Continue heating to 88°, and add rennet (in my case, 1/4 tsp dissolved in 1/4c water), and stir in an up and down motion. Continue heating to just over 100°.
Turn off the heat, cover, and let curds sit 20 minutes.
Cut curds in pieces, scoop out into a microwaveable bowl.
Heat curds 1 minute, then press and knead to release any more whey.
Repeat heating/kneading/pouring off whey process (in 30-35 second intervals) 2-3 more times (or in my case 4-5!).
Add salt toward the end of this process (about 3/4 tsp was about right for my taste).
By the last heating, your cheese is supposed to be getting smoothe and stretchy (mine never really did get smooth...).
Shape and eat when cool, or refridgerate sealed for later use.
3 c. all purpose flour
1 c. whole wheat flour
2 1/4 tsp yeast
1 tsp salt
1 3/4 cup warm water
2 Tblsp olive oil
Mix flour, yeast and salt. Mix water and oil, and add to dry ingredients. Mix well, then pour out onto floured board. Knead 5-7 minutes, adding more flour as needed to keep from sticking. Let rise about 1 hour. Divide in two, flatten and shape to ~ 13" rounds, letting rest for 5 minutes part way through if needed.
32 oz jar canned tomatoes, drained
2 cloved garlic, crushed
2 Tblsp olive oil
1 tsp oregano
1/4 tsp salt
1 tsp red wine vinegar
Blend all ingredients in food processor. Cook if desired, but I often use just as-is.
1/2 head napa cabbage, shredded
4 large carrots, shredded
1 small onion, shredded
Combine and mix with dressing of choice
1/2 block tofu
2 cloves garlic, crushed
2 Tblsp apple cider vinegar
2+ Tblsp orange or apple juice
2+ Tblsp chopped fresh basil
1/2 tsp Dijon mustard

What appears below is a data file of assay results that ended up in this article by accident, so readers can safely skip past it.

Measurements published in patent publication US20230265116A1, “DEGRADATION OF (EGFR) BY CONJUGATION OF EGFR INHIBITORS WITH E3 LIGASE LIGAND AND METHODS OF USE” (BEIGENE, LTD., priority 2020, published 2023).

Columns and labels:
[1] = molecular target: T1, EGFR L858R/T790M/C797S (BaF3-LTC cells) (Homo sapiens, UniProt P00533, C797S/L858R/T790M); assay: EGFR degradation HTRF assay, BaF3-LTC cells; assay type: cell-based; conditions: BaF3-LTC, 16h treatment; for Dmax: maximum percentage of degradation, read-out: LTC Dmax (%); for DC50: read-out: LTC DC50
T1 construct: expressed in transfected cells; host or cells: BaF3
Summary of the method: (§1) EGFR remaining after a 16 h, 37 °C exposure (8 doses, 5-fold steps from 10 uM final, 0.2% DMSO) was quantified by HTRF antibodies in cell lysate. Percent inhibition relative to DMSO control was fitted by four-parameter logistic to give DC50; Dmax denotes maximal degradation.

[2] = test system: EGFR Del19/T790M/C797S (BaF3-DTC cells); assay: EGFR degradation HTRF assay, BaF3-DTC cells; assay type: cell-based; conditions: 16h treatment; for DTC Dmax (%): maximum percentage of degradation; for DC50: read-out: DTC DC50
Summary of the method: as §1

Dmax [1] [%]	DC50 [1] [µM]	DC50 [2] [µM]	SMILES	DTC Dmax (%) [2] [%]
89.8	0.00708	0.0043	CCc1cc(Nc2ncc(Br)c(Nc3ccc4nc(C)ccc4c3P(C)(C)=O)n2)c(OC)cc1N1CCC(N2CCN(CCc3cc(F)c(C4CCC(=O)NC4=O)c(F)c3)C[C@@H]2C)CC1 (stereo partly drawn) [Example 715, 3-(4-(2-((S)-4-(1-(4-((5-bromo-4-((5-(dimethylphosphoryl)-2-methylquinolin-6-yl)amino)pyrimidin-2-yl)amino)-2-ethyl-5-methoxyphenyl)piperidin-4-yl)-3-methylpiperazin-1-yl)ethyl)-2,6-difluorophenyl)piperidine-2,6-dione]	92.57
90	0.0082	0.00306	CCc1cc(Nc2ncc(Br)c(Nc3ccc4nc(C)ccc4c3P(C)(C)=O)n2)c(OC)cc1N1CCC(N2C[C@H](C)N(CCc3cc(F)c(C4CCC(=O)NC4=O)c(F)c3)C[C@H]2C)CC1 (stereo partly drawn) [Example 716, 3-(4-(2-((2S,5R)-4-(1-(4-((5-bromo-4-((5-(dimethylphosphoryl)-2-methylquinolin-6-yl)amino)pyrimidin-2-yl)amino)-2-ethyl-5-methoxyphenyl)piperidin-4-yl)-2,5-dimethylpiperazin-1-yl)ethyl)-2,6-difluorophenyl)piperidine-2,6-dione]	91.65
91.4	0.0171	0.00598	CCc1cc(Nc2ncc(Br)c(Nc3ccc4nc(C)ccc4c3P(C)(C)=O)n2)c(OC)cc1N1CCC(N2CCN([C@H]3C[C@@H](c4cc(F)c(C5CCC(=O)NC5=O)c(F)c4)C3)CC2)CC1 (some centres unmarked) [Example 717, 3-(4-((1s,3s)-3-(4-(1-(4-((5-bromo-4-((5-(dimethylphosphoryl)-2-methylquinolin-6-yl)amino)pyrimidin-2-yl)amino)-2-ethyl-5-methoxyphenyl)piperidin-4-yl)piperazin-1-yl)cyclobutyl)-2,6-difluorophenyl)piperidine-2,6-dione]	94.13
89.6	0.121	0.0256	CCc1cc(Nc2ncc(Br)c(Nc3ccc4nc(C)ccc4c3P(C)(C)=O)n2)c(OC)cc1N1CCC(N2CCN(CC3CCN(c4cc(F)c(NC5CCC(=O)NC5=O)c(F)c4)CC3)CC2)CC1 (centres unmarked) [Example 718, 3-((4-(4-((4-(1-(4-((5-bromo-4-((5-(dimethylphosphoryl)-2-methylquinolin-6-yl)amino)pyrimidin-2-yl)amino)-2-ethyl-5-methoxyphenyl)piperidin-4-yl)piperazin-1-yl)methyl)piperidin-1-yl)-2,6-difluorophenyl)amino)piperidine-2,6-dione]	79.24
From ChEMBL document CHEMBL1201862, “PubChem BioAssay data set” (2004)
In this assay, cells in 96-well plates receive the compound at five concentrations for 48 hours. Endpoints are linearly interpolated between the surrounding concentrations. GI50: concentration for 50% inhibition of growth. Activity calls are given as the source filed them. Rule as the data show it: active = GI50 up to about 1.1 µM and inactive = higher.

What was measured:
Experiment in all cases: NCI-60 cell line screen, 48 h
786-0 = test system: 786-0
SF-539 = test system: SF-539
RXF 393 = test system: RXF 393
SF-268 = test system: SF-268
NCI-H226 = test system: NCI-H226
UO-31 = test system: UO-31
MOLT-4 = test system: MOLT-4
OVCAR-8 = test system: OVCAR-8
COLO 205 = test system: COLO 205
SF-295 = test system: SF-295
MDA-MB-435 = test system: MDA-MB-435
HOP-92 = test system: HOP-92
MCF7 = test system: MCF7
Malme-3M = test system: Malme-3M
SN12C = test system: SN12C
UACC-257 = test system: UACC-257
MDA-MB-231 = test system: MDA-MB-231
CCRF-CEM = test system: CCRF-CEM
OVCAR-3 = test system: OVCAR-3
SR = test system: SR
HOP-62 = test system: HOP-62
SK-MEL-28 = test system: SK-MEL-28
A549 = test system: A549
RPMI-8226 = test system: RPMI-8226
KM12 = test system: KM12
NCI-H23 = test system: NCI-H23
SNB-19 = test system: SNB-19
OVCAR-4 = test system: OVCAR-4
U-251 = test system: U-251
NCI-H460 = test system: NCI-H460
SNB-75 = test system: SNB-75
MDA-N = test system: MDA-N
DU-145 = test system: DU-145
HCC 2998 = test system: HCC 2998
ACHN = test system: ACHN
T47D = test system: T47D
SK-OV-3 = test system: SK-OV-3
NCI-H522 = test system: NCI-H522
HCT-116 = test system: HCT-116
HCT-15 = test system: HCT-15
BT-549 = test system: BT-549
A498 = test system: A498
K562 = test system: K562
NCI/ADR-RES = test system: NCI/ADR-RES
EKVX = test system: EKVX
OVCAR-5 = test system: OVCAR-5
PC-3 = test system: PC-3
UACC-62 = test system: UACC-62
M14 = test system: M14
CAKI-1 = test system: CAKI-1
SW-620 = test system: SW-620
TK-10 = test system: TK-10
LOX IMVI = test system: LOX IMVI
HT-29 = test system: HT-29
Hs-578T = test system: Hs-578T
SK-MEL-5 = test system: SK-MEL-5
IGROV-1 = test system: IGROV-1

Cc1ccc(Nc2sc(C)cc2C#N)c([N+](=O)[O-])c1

What I learned / How local was I?
As I thought the last time I did this, the cheese was good, but a bit tougher than I expected. I wonder if I "knead" too much? I assume that you knead until it changes consistency and the curds stick together, but maybe it's the heat, not the kneading that causes that change and I'm overworking the curds? On the other hand, I did read that over-heating can cause the curds to not stay together also, so I'm at a bit of a loss.
Also, the cheese did not melt the way "normal" mozz melts. It softened, but never got at all stringy, not even in the limited way that commercial fresh mozzarella does. Not sure what I did wrong there.
I tried cooking the pizzas on a stone for the first time, but was not very successful. I think I need a peel (and some pointers, if anyone has any?).
All my local foods were again within 50 miles ("tier 1"), but I did have quite a few items that were beyond my exception list that were not local at all: apple cider vinegar, red wine vinegar, orange juice, Dijon mustard, yeast (purchased from a local flour mill, but I have no idea where it's really "from"), rennet and the citric acid.
I'd like to learn to make vinegar (I'm told if I let my Kombucha go too far I'll get vinegar!), so I'm going to look into this one.
I'm also going to look into growing mustard next summer and try my hand at my own mustard sauces.
So that's it for week #3. Next week Doug's Mom will be visiting for the holidays, so I'll need to come up with something extra special to make her! I'm thinking either the Mexican theme, or maybe I'll try my hand at fresh pasta? Mmm...